In the first half, Stephen F. Cohen, a Professor of Russian Studies and History Emeritus at NYU, discussed the events happening at the NATO summit and the latest news about the Trump and Putin meeting. While President Trump has faced criticism for his stance at the NATO meeting, Cohen remarked that the 29-nation organization has been in search of a purpose and more funding since the end of the Soviet Union in 1991, and that Trump points to some valid issues with the alliance. But even though NATO has become a vast bureaucracy, Cohen conceded that the member nations do end up buying a lot of weaponry from the American defense industry.
Regarding the upcoming Trump-Putin meeting in Helsinki, he noted that US-Russian summits are a long tradition going back to the FDR days, but some of the liberal media has been portraying this more like a meeting between a Russian-intelligence asset and his handler. The 'Russiagate' charges against Trump are unproven, said Cohen, and there is no evidence that Trump wants to sell out American interests to Russia. Instead, he suggested, we should be focusing more on peaceful and cooperative US-Russia relations, rather than whipping up animosity between the two superpowers. For more, see Cohen's article for The Nation.
In the latter half, writer, broadcaster and entertainer Max Cryer now living in Auckland, talked about his latest work on superstitions and how some are so ancient and have been practiced for so long that they're now regarded as customs, without people realizing they are basically superstitions. For instance, the placement of a wedding ring on the third finger of the left hand dates back thousands of years and is based on the idea that a vein in that finger leads directly to the heart, and so it will secure love and marriage.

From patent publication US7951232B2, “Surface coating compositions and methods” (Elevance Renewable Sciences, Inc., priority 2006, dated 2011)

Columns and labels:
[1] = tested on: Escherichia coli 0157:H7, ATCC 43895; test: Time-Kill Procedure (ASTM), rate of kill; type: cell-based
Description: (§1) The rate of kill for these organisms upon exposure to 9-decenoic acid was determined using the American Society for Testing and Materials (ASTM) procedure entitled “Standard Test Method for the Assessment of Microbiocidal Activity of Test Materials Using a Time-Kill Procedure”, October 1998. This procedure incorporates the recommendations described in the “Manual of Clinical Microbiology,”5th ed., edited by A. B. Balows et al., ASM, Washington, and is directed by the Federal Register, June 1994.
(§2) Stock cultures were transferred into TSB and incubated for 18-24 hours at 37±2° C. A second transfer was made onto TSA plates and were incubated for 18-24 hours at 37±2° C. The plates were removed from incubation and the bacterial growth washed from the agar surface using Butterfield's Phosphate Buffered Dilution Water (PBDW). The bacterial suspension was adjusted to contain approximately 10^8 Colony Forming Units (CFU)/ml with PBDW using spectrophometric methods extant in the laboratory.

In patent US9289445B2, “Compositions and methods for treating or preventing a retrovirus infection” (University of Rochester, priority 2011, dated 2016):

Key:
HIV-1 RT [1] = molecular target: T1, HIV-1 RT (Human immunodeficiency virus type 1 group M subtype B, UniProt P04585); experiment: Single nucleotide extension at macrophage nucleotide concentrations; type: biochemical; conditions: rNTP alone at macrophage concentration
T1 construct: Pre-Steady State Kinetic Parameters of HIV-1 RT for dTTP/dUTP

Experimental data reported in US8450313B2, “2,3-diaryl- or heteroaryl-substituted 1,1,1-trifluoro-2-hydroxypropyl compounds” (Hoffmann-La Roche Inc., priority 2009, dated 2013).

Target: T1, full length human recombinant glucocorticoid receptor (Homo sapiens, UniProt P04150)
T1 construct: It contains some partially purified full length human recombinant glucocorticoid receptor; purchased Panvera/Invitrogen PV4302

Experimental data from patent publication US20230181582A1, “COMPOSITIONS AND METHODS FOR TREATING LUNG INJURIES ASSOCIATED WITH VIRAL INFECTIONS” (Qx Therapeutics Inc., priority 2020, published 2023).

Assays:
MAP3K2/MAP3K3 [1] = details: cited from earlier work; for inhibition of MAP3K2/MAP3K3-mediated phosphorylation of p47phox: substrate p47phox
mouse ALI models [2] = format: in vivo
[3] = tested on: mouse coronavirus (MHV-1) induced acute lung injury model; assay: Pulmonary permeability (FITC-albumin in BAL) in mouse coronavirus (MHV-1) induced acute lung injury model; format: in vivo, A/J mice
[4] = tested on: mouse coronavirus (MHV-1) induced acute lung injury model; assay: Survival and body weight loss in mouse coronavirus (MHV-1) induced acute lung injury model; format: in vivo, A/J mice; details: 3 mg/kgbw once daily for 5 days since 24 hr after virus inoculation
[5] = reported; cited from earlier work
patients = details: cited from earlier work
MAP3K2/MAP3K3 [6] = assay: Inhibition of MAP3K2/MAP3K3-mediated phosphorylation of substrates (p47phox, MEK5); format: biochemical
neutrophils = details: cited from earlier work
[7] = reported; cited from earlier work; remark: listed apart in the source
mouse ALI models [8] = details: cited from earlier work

Crossing your fingers for luck is also based on an ancient tradition, he said, going back to the time when Christians had to be secretive about their worship and would make this sign with their hand to reveal to someone their belief in the cross. The superstition of knocking on wood also dates back thousands of years, when people believed that trees had living spirits in them, and a person could knock on one and make a wish. The idea of throwing salt over the left shoulder, he detailed, has to do with warding off the devil (who approaches on the left and is blinded by the salt). Similarly, the tradition of clinking glasses as a toast was begun as a way to drive away evil spirits with the piercing sound.